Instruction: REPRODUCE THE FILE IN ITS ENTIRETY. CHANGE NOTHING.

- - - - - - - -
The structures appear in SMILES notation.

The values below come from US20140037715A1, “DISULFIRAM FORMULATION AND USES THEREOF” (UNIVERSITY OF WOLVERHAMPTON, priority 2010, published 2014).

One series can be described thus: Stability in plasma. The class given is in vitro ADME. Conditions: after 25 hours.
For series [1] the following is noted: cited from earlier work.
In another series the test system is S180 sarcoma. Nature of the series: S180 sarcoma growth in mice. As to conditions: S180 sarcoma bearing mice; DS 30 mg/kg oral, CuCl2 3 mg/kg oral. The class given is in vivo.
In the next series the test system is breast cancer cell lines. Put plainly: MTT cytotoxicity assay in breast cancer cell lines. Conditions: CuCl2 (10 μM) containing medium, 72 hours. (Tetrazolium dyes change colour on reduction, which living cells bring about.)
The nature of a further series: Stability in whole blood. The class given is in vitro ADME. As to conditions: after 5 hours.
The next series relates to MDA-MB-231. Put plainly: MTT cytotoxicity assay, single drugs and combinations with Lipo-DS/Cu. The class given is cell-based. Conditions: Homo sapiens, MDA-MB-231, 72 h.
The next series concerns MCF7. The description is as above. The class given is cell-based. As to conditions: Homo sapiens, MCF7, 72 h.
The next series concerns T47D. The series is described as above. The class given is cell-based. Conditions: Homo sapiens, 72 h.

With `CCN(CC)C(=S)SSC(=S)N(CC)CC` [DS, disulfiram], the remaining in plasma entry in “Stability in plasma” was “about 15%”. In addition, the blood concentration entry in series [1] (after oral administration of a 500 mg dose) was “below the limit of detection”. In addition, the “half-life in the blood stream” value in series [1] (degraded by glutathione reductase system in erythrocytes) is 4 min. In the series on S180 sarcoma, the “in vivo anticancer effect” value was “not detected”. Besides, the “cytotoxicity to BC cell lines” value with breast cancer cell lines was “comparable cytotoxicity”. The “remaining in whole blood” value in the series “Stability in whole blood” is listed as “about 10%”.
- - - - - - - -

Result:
The structures appear in SMILES notation.

The values below come from US20140037715A1, “DISULFIRAM FORMULATION AND USES THEREOF” (UNIVERSITY OF WOLVERHAMPTON, priority 2010, published 2014).

One series can be described thus: Stability in plasma. The class given is in vitro ADME. Conditions: after 25 hours.
For series [1] the following is noted: cited from earlier work.
In another series the test system is S180 sarcoma. Nature of the series: S180 sarcoma growth in mice. As to conditions: S180 sarcoma bearing mice; DS 30 mg/kg oral, CuCl2 3 mg/kg oral. The class given is in vivo.
In the next series the test system is breast cancer cell lines. Put plainly: MTT cytotoxicity assay in breast cancer cell lines. Conditions: CuCl2 (10 μM) containing medium, 72 hours. (Tetrazolium dyes change colour on reduction, which living cells bring about.)
The nature of a further series: Stability in whole blood. The class given is in vitro ADME. As to conditions: after 5 hours.
The next series relates to MDA-MB-231. Put plainly: MTT cytotoxicity assay, single drugs and combinations with Lipo-DS/Cu. The class given is cell-based. Conditions: Homo sapiens, MDA-MB-231, 72 h.
The next series concerns MCF7. The description is as above. The class given is cell-based. As to conditions: Homo sapiens, MCF7, 72 h.
The next series concerns T47D. The series is described as above. The class given is cell-based. Conditions: Homo sapiens, 72 h.

With `CCN(CC)C(=S)SSC(=S)N(CC)CC` [DS, disulfiram], the remaining in plasma entry in “Stability in plasma” was “about 15%”. In addition, the blood concentration entry in series [1] (after oral administration of a 500 mg dose) was “below the limit of detection”. In addition, the “half-life in the blood stream” value in series [1] (degraded by glutathione reductase system in erythrocytes) is 4 min. In the series on S180 sarcoma, the “in vivo anticancer effect” value was “not detected”. Besides, the “cytotoxicity to BC cell lines” value with breast cancer cell lines was “comparable cytotoxicity”. The “remaining in whole blood” value in the series “Stability in whole blood” is listed as “about 10%”.